The cybercrime economy centered around access to compromised systems, services, and networks has grown dramatically in the past year — with a sixfold increase in the number of credentials stolen via malware and offered for sale.
With cyberattackers using information-stealing malware to gather credentials, the expansion of access-as-a-service offerings has blossomed in the criminal underground with thousands of advertisements offering would-be cybercriminals access to compromised systems, according to findings in Recorded Future's newly published annual report.
In addition, the collection of data, use of stolen accounts, and phishing are among the top 10 most-discussed tactics in cybercriminals forums, according to the report.
The analysis of the most popular topics from underground forums demonstrates that stolen credentials and the sale of initial access continue to dominate cybercriminal markets, says David Carver, a senior manager at Recorded Future's Insikt research group.
"Credentials are a massive business because they continue to be successful and profitable for criminals," he says. "So as long as there continues to be fairly easy ways to monetize credentials at scale, which has been true for criminal markets for a long time, I don't see the drive for that type of theft changing."
A decade ago, cybercriminals focused on stealing valuable data or on compromising specific companies that not only could be exploited but would also pay the attacker to leave them alone. Yet with the popularity of ransomware and the ability to use cryptocurrencies as a method of payment, attackers have been able to monetize nearly any breach of an organization. Thus, selling stolen credentials and opportunistic access has become the go-to product of the underground economy.
Deploying stolen credentials has become more difficult for cybercriminals thanks to multifactor authentication (MFA), but attackers have countered with bypass techniques for many types of MFA, so credential theft has continues to be a standard post-breach tactic and access-as-a-service continues to thrive, Recorded Future's Carver explains.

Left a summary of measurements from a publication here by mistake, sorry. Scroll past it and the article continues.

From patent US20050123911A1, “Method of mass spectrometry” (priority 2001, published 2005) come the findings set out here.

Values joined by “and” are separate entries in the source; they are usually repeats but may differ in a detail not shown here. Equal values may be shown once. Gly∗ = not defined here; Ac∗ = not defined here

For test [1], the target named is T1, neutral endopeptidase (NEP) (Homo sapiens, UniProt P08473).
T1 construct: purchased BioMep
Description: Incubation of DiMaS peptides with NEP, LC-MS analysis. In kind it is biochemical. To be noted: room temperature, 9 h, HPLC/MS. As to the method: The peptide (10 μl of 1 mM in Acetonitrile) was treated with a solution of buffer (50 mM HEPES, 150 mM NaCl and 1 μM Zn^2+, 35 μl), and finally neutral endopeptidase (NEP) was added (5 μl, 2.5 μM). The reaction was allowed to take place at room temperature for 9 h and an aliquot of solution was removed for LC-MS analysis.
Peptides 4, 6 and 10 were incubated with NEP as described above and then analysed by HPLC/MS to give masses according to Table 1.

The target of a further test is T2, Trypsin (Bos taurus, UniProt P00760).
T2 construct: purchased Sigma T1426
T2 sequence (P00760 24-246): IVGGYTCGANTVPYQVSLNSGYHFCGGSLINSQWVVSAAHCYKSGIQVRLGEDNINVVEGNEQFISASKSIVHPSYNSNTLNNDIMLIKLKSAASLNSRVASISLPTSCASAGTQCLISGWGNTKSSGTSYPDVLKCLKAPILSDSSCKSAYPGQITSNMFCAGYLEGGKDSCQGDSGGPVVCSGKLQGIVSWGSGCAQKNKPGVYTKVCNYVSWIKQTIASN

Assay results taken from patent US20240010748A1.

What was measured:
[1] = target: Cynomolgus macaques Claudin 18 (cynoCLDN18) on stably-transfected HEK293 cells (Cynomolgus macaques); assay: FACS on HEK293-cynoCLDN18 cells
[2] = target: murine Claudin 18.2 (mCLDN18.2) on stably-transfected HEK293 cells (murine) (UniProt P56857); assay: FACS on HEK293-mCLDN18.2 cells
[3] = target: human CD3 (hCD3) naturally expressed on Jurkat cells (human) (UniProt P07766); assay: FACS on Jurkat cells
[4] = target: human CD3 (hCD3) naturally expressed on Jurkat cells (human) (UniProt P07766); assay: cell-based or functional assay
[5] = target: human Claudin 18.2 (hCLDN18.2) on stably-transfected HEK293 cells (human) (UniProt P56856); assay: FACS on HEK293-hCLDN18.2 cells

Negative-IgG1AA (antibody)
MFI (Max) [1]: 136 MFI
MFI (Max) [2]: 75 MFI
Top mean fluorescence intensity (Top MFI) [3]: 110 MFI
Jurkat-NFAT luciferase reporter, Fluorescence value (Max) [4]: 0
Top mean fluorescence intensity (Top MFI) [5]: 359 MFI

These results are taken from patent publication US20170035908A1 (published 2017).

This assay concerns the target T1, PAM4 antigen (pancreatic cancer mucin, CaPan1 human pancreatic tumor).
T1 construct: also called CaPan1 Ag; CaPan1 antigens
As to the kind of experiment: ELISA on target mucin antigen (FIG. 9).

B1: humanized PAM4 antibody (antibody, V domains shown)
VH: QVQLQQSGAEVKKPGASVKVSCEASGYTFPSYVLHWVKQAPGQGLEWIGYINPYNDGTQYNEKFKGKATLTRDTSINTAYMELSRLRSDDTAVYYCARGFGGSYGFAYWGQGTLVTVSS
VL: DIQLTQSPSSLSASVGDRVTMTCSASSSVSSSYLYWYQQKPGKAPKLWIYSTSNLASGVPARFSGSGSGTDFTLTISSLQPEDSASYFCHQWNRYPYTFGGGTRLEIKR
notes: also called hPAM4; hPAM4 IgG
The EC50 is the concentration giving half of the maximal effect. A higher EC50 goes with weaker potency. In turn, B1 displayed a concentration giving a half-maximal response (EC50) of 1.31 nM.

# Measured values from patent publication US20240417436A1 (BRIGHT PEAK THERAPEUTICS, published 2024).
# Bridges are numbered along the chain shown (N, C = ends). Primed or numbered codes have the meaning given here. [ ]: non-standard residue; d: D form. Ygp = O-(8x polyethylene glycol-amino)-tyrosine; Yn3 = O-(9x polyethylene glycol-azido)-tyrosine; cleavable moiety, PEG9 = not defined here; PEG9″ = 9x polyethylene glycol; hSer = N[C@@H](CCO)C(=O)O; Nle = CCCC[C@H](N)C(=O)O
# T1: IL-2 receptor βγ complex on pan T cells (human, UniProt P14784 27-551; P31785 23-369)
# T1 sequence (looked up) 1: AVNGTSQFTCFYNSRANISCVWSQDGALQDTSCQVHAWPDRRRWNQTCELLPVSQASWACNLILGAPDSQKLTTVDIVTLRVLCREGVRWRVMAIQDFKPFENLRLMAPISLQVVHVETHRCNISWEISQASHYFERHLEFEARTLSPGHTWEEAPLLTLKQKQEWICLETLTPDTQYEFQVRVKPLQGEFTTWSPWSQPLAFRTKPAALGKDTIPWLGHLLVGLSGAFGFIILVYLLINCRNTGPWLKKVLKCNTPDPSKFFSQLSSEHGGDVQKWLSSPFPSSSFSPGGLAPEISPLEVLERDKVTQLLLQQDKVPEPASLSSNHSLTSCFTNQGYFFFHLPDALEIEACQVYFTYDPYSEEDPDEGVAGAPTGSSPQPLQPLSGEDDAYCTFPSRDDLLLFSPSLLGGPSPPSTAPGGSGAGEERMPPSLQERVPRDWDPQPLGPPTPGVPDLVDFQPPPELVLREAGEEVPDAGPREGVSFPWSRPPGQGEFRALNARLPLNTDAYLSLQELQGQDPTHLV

"Until either our concept or our fundamental methods around identity change, there's not going to be a change in the criminal market, or at least not in the way that we're seeing right now," he says.
In 2021, the attackers focused on finding valuable systems and encrypting them with ransomware, with data encrypted for impact (T1486) and system information discovery (T1082) topping the list of trending tactics, techniques, and procedures uncovered by Recorded Future. In 2022, cybercriminals shifted their focus to the collection of data from local aystems (T1005) and the use of valid accounts (T1078) for access, according to the "2022 Annual Report."
The trend shows that access has become increasingly important, as cybercriminals have more options than just ransomware to monetize compromised systems, leading to information-stealing functionality becoming popular, the firm said. Ransomware payments decreased by nearly 60% in 2022 compared with 2021, according to Recorded Future's data.
"Credential sales remain popular on dark web marketplaces, typically for use in account takeover and credential stuffing attacks," the report stated. "The tactic has grown in sophistication with the rise of information-stealing malware and the proliferation of the malware-as-a-service model."
Recorded Future would not discuss the specifics of where its credential numbers came from, but its researchers believe that they have captured evidence of at least half of total campaigns from major info stealers.
"This is as close to 'bare metal' as you can get in terms of what is being exfiltrated and exposed as part of multiple different info-stealer malware campaigns," Carver says. "So to some extent, we're getting these directly as a result of understanding what data that malware is pulling in."
Not Just Usernames and Passwords
An attacker's focus on collecting credentials following a compromise has evolved as more information about the user has become necessary to bypass some security controls. Now, attackers are likely to collect session tokens from the browser cache, geographical information, browser version information, and other data in addition to usernames and passwords, Carver says.
"When we think about credential theft, what we actually need to be thinking about is the kind of complete browser fingerprint that some of these info sealers are looking for," he says.
Companies should assume that threat actors have employees' basic credentials, and that multifactor authentication could be bypassed, Carver said. They also need to ensure they can detect anomalous account behavior.
"The absolute first thing that [companies should] look at is identity and access management, making sure that across the complete scope of identities or platforms, or users that have access to anything internal, that there is a really robust and well understood security program," he says. "To me, that's table stakes right now for a more secure program, given the rise of info stealers."